In the future, storage devices will become more compact and stored data will be better protected from the adverse effects of external magnetic fields.
The device based on magnetic materials has become an important part of our lives, recalls Thomas Jungwirth from the Institute of Physics at ASCR. In power generation and distribution, magnets play an important role in data storage in cloud centers – the advancement of magneto-electronic devices is therefore more important for high-speed memory of computers and smartphones.
Experts at the Academy of Sciences have collaborated with the University of Nottingham in the UK (where Junglewirt lectures) and Uppsala in Sweden to observe the unique magnetic properties of antiferromagnets containing copper, manganese and arsenic (CuMnAs). CEITEC, US Oak Ridge National Laboratory in Brno.
On the left, the crystal structure of the CuMnAs material (copper, manganese, arsenic) and colored arrows show the arrangement of the internal magnetic field. On the right is a diagram of the sharp magnetic domain wall at CuMnAs. Colored arrows show magnetic polarization.
Photo: Institute of Physics AS CR
“We have the opportunity to use the most advanced electron microscopes, which can observe the internal structure of objects at the level of individual atoms with an electron beam. Krisek explained.
Rapid change from atom to atom
During the analysis of the obtained images, the researchers noticed a sharp change in the periodic arrangement of the atomic magnetic fields in the observed antiferro magnet. Assuming that such a change in conventional magnetic material involves gradual and hundreds of thousands of atoms, it is now a rapid transition from atom to neighboring atom – that is, the atomically sharp magnetic domain wall.
In the opinion of scientists, the so-called walls of the atomic domain are a revolutionary discovery of basic research; Their existence gives a new perspective on understanding the phenomena of magnetic materials. In addition, it sheds light on the problem of microscopic mechanisms behind the operation of ultra fast memory devices made with certain antiferromagnetic materials.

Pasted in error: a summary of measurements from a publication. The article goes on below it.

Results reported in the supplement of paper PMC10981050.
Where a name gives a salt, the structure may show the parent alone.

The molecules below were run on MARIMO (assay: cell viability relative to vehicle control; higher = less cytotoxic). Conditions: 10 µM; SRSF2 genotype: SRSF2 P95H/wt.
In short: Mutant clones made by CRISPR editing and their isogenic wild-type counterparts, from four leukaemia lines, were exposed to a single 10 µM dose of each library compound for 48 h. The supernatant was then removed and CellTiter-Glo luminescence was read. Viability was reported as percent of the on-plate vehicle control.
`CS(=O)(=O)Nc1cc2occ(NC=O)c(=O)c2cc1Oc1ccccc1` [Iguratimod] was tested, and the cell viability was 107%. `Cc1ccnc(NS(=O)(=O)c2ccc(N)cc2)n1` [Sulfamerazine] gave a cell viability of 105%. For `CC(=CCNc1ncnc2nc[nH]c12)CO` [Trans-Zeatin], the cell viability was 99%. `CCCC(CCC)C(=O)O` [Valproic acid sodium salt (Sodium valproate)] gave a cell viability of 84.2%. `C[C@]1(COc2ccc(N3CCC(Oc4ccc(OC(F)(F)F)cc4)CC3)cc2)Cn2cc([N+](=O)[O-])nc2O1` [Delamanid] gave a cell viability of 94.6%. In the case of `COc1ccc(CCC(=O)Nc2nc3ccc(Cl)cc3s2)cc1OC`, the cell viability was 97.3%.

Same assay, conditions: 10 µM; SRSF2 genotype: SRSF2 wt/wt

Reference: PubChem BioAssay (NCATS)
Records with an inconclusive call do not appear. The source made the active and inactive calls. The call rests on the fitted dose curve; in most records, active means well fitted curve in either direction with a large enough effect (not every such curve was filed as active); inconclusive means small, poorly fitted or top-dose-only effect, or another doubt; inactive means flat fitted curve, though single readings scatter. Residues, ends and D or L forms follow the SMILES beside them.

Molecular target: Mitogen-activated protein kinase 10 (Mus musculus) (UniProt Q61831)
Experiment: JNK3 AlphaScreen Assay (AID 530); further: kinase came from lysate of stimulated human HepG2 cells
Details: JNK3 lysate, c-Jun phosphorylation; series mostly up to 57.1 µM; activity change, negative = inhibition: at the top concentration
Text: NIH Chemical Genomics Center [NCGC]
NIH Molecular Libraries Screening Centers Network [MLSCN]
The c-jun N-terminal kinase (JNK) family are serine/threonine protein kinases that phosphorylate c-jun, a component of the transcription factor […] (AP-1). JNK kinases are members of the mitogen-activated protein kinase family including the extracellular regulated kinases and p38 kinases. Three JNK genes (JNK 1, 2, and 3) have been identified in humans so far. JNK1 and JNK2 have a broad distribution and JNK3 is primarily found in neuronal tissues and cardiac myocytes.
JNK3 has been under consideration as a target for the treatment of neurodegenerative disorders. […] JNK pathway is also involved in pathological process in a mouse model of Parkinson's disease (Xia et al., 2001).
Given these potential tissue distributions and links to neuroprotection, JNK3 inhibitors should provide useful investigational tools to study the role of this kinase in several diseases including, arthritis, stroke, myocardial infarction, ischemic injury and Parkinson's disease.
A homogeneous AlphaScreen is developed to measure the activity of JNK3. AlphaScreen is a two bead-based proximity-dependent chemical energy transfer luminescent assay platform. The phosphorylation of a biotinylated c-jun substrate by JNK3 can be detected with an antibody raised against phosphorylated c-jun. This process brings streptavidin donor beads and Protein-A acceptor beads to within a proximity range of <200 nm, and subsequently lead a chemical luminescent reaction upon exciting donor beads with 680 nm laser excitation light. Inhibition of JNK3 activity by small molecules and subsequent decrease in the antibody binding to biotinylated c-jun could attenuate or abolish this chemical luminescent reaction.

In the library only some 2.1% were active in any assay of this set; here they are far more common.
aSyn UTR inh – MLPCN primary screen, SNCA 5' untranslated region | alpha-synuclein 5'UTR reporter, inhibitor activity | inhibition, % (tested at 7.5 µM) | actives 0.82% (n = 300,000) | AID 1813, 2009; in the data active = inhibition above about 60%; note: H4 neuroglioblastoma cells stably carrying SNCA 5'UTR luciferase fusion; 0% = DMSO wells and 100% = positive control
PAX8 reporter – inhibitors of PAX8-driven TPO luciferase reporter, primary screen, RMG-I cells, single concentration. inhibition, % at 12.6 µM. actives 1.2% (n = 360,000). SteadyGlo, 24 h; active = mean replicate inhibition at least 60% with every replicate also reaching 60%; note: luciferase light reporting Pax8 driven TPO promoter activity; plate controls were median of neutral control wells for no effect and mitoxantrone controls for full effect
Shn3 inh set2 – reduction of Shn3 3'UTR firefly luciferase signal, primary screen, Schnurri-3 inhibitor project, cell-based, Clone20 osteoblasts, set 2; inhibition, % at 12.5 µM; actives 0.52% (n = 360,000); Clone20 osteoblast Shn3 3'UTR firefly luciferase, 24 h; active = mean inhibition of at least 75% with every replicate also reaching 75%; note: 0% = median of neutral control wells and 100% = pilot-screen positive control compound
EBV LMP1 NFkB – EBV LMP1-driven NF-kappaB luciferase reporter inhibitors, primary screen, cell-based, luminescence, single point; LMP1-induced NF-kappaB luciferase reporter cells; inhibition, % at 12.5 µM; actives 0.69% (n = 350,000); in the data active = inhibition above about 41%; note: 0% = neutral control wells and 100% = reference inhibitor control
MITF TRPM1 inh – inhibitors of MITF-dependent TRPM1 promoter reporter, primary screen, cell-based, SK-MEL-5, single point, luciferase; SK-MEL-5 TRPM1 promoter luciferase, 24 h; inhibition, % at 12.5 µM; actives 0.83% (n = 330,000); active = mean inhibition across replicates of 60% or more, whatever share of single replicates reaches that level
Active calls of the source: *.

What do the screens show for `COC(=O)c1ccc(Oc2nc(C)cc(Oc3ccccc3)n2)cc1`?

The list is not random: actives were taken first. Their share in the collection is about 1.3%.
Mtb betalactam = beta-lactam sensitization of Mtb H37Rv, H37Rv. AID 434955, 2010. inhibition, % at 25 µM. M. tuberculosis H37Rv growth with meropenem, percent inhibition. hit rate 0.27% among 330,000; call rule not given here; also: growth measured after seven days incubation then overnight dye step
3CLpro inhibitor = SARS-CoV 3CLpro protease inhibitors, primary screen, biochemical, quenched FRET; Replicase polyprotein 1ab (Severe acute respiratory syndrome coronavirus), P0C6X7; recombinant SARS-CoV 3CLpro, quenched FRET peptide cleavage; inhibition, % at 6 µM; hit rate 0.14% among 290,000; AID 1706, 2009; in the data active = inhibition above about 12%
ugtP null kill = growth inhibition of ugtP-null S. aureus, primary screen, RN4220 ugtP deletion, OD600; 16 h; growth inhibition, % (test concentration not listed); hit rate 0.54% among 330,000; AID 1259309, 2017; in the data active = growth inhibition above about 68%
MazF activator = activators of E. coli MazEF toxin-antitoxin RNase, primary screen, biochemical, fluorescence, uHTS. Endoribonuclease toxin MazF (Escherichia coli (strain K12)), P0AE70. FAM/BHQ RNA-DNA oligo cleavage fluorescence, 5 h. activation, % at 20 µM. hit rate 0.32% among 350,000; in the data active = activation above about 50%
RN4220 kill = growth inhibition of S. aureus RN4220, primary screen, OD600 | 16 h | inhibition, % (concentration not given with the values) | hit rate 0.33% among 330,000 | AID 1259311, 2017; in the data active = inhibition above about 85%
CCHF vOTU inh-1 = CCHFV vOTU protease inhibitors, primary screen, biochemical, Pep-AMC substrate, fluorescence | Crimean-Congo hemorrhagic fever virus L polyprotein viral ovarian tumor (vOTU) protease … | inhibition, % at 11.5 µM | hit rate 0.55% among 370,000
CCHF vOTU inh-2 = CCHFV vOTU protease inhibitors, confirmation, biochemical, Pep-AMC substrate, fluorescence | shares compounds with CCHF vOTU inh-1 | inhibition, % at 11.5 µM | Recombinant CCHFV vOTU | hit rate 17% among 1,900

In any case, the antiferromagnets mentioned belong to the “family” of magnetic materials. According to physicist Jangwirth, they are different from ferromagnets because the magnetic fields of their magnetic atoms cancel each other out – they go in opposite directions, for example, they do not stick in the refrigerator or have other interesting macroscopic properties. We usually observe ferromagnets.
In 1970, the French physicist Louis Neil won the Nobel Prize in Physics for his discovery of antiferro magnets. However, he described his findings as interesting but actually useless. Despite the intense research that followed, the practical possibilities were not discovered until experimental antiferromagnetic spintronic devices were first developed.
Although electronic devices, in Jungwirth’s opinion, are based on the manipulation of an electronic charge, spintronic devices are also based on the manipulation of the electron by its other quantum-mechanical properties: the so-called spin. Each crystal of the antiferromagnetic material is bound to a spin state that regulates its internal magnetic structure.
“Special types of spin settings on antiferro magnets later offer unparalleled ideas and functions on ferro magnets,” Jungwirth concluded.
The researchers’ results were published in the journal Science Advances.
Another finding: the magnetic properties of iodide
We recently reported on another discovery by scientists in the Czech Republic that could change the world of computers. The team with Czech participation revealed the special magnetic properties shown by chromium iodide crystals at high pressure.
At some point, the crystals lose their normal structure and turn into a random arrangement called spin glass. Representatives of the J. Herovsky Institute of Physical Chemistry at the Academy of Sciences in the Czech Republic said in a press release in March that the findings could help increase the operating memory of computers in the future.
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